More Fuzzy Reporting: New Home Sales Misrepresented

If you read my recent blog post on existing home sales, you may experience déjà vu reading this one. My point in exposing the ways in which “news” is spun to the positive, instead of realistically, is to help you see the ways in which we are still being systematically misled. I consider this to be important to reveal because while problems are still being identified, realism is more important than optimism.

Would you tell an overweight man with chest pains that “it’s probably heartburn and that most people are just fine after experiencing chest pains” or would you advise them to obtain a careful examination of their condition?

Here, we are going to give the patient a close examination.

As I am typing this, the stock market is rallying as it basks in some very favorable news on New Home Sales. Here’s the news:

New home sales in surprise rebound

NEW YORK ( -- Sales of newly constructed homes unexpectedly rose in February, rebounding nearly 5% after sinking to the lowest level on record in January, according to a government report released Wednesday.

Once again, we’ll examine this “unexpectedly” claim by using another excellent chart from Calculated Risk (I love that site!). This time, again, we will note that New Home sales nearly always rise in February as compared to January.

See those purple lines? Nearly every one of them slopes upwards from left to right. Six out of seven of them. And even the 2006 number might be a bit off because it looks like some of the February activity might have slipped into March. [Edited by CHM at 2:00 3/25/09 to reflect my oversight of the 2006 purple bar]

This means that February quite ordinarily and usually has greater home sales than January. Just like we discussed before.

We might also note that this February is waaaaaaaaayyyyyy below any prior February. Further, from a second chart at Calculated Risk we can observe that this February’s New Home sales is the lowest ever recorded since records started being kept in 1963.

Yet here’s how this information was summarized in the CNN.Money article linked to above:

Wednesday's report was the latest in a series of better-than-expected readings on the housing market.

So is this news really “better than expected” or is it the “worst new home sales data on record”?

Before you answer, I want you to consider the source of the data itself. The Census Bureau collects the new home sales data but they are notorious for two practices. The first is that they DO NOT subtract cancellations from the data series. That is, they count as “sales” any and all contracts signed to buy a new house. Many of those, recently 30% to 50% depending on the builder and region, are canceled prior to completion and are not actually sold.

The second is that their “sampling methodology” is so error prone that they have to put a very wide range on their pronouncement. Where you read in the news “4.7% gain!!!here’s the reality:

Sales of new one-family houses in February 2009 were at a seasonally adjusted annual rate of 337,000, according to estimates released jointly today by the U.S. Census Bureau and the Department of Housing and Urban Development. This is 4.7 percent (±18.3%)* above the revised January rate of 322,000, but is 41.1 percent (±7.9%) below the February 2008 estimate of 572,000.

The margin of error, meaning that the Census Bureau is only 90% sure that the reported figure lies somewhere within this range, is plus or minus eighteen point three percent.

This means it could have been a minus 13.6% drop or it could have been a 23% gain. With a range this wide, we might wonder how much weight we should individually give to the reported number at all.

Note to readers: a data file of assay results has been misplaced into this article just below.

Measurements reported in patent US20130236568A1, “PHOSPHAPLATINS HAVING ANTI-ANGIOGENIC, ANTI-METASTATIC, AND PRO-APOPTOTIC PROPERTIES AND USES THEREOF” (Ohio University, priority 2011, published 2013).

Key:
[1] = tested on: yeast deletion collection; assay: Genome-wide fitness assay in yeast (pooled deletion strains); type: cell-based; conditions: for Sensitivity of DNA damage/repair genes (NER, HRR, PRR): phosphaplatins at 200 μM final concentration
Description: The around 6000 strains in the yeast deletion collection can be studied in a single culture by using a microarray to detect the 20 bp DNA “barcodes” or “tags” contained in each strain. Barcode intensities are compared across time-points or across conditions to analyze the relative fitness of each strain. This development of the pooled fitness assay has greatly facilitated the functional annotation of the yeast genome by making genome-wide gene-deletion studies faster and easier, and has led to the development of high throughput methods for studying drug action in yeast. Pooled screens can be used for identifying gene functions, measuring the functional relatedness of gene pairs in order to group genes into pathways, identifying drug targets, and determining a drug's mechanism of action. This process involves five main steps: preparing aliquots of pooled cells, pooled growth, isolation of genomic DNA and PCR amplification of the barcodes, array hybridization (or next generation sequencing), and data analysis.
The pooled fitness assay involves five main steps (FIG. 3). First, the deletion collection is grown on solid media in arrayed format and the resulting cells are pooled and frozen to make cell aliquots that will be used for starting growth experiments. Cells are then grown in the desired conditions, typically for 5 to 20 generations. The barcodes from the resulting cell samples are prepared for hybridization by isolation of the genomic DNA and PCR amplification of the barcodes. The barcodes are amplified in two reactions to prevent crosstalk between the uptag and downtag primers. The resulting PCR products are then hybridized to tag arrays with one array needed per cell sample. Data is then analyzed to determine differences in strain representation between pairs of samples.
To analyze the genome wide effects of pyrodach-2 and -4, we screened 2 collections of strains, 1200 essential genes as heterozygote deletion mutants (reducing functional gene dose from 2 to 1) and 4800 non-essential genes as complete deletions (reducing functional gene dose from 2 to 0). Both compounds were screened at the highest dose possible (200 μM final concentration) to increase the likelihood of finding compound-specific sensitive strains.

Certainly I would personally never report something as 4.7%, implying precision to the first decimal position to the right, when I was only 90% sure that I was accurate two full spots to the left of the decimal point.

Once again, I must regretfully conclude that the same sort of accounting shenanigans that I have been consistently decrying over the past 5 years are alive and well and on full display down there in DC even today.

While I am an optimistic person for a lot of reasons, I do not share an affinity for false optimism based on Fuzzy Numbers that so many in DC and the mainstream press seem to cling to.

I prefer a blend of realism and optimism that come together around a true understanding of the problems as they are actually configured, not as we might wish them to be. If the patient is sick, let's find out why and not delude ourselves.

File these New Home Sales articles as just more Jiminy Cricket reporting.

This is a companion discussion topic for the original entry at

Thank you Dr. Martenson, as usual, you are really on top of the situation.
Do you think that the reason that the news is "good" is because of the rally in the stock market? Common sense seems to suggest that the market reacts to news and not the other way around, but if you really take the time to analyze it (which you do), it appears that the market moves of its own accord and the content of the news reacts (or conforms) to it.
I also wanted to ask about your recent reply to Erik in which you stated you were considering selling some gold and buying some land. I think you implied that your reason for doing this was more for personal reasons, but I wanted to make sure that it wasn’t because you were starting to doubt the ability of gold to protect your wealth (due to Fed/Government intervention).
Thank you for your time, and I am very grateful for your guidance through these uncertain times.

There is no purple bar for 2006? Any particular reason? Thanks in advance.



Chris - thanks for the heads-up.

The government and media are far too comfortable giving us "fuzzy numbers" to manipulate and steer public and market perceptions. Media in the western world is largely owned by 10 mega-corporations. By media I mean TV, radio, movies, music, cable, satellite broadcast, magazines and a growing list of newspapers.